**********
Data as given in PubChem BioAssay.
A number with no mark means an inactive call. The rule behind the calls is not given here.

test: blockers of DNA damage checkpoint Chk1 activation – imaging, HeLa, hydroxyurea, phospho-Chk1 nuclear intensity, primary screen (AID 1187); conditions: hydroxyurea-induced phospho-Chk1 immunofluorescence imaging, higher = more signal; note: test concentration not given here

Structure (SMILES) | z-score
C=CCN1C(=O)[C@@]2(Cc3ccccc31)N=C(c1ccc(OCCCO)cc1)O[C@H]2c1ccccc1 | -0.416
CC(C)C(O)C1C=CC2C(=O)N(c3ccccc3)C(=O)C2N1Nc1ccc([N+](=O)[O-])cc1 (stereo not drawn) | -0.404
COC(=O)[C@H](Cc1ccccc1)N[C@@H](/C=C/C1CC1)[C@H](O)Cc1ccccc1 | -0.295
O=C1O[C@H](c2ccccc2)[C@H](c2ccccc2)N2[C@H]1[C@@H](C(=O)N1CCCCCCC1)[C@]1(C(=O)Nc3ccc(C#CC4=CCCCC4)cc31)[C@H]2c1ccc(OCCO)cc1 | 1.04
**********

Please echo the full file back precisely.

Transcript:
Data as given in PubChem BioAssay.
A number with no mark means an inactive call. The rule behind the calls is not given here.

test: blockers of DNA damage checkpoint Chk1 activation – imaging, HeLa, hydroxyurea, phospho-Chk1 nuclear intensity, primary screen (AID 1187); conditions: hydroxyurea-induced phospho-Chk1 immunofluorescence imaging, higher = more signal; note: test concentration not given here

Structure (SMILES) | z-score
C=CCN1C(=O)[C@@]2(Cc3ccccc31)N=C(c1ccc(OCCCO)cc1)O[C@H]2c1ccccc1 | -0.416
CC(C)C(O)C1C=CC2C(=O)N(c3ccccc3)C(=O)C2N1Nc1ccc([N+](=O)[O-])cc1 (stereo not drawn) | -0.404
COC(=O)[C@H](Cc1ccccc1)N[C@@H](/C=C/C1CC1)[C@H](O)Cc1ccccc1 | -0.295
O=C1O[C@H](c2ccccc2)[C@H](c2ccccc2)N2[C@H]1[C@@H](C(=O)N1CCCCCCC1)[C@]1(C(=O)Nc3ccc(C#CC4=CCCCC4)cc31)[C@H]2c1ccc(OCCO)cc1 | 1.04